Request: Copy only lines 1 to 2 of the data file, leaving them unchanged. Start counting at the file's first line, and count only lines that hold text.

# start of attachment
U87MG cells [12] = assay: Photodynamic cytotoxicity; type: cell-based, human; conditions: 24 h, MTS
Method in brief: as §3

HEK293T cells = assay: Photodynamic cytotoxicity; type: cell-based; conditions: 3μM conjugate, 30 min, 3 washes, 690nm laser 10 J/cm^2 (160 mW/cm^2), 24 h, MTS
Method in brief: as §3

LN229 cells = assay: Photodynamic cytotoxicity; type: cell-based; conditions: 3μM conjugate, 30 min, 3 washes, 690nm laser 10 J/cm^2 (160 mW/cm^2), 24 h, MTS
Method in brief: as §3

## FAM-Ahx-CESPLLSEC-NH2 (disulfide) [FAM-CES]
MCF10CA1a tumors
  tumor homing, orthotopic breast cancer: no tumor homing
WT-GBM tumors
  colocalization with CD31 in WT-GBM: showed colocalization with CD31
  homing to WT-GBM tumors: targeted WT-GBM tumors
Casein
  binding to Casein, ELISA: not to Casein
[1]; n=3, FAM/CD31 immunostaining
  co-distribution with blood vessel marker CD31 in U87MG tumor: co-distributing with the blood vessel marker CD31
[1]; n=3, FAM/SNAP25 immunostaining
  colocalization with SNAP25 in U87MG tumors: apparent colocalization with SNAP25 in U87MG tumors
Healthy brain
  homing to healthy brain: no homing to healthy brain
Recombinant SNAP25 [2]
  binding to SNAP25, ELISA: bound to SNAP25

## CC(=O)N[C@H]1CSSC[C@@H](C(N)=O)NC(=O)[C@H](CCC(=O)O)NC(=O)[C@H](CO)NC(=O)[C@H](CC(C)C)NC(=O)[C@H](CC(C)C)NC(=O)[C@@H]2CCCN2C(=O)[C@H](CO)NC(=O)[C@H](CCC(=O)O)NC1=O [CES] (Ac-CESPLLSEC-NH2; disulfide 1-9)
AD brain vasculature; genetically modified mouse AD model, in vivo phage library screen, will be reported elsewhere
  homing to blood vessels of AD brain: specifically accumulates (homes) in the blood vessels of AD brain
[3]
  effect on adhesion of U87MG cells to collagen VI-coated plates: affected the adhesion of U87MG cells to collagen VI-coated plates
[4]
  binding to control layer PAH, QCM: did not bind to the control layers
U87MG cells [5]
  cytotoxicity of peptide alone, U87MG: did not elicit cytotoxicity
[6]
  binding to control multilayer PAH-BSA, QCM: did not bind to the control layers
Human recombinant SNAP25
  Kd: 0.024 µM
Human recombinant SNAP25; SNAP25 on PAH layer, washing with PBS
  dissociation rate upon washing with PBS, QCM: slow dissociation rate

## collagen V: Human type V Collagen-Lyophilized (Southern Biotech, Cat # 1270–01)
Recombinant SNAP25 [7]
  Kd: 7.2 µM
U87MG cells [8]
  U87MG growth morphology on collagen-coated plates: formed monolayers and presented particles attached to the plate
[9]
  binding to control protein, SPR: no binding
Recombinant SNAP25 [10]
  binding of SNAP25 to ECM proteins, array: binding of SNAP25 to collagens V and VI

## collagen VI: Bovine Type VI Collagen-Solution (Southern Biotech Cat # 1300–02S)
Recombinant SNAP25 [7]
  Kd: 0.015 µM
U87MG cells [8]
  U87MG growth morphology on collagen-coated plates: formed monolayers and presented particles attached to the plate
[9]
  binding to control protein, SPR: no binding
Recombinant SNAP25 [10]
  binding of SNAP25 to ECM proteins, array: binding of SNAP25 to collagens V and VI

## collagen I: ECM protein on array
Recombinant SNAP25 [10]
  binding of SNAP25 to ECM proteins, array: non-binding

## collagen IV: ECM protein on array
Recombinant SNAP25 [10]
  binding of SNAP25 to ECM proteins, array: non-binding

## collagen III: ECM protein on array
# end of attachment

U87MG cells [12] = assay: Photodynamic cytotoxicity; type: cell-based, human; conditions: 24 h, MTS
Method in brief: as §3